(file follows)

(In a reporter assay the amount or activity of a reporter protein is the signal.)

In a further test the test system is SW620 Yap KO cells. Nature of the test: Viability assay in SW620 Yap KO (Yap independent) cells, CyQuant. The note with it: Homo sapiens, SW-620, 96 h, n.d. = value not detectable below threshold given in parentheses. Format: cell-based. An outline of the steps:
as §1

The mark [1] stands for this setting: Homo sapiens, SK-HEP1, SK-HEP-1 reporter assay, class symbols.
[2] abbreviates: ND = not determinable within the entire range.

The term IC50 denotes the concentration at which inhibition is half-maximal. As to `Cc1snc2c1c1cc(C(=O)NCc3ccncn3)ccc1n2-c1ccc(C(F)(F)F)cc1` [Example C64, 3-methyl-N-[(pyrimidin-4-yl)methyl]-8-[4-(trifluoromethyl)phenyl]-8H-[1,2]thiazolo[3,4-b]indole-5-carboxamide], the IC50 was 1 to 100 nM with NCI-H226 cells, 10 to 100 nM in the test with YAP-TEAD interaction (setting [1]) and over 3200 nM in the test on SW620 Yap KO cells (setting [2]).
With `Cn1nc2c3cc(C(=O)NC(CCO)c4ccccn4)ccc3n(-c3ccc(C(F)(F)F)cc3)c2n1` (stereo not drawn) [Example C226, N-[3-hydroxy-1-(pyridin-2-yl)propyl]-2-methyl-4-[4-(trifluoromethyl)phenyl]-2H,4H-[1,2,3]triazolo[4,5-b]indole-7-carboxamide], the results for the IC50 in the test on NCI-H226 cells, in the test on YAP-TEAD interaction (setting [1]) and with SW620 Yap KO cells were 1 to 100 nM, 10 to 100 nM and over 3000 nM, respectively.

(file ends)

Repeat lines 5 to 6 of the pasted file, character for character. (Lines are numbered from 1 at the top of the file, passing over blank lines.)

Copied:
[2] abbreviates: ND = not determinable within the entire range.

The term IC50 denotes the concentration at which inhibition is half-maximal. As to `Cc1snc2c1c1cc(C(=O)NCc3ccncn3)ccc1n2-c1ccc(C(F)(F)F)cc1` [Example C64, 3-methyl-N-[(pyrimidin-4-yl)methyl]-8-[4-(trifluoromethyl)phenyl]-8H-[1,2]thiazolo[3,4-b]indole-5-carboxamide], the IC50 was 1 to 100 nM with NCI-H226 cells, 10 to 100 nM in the test with YAP-TEAD interaction (setting [1]) and over 3200 nM in the test on SW620 Yap KO cells (setting [2]).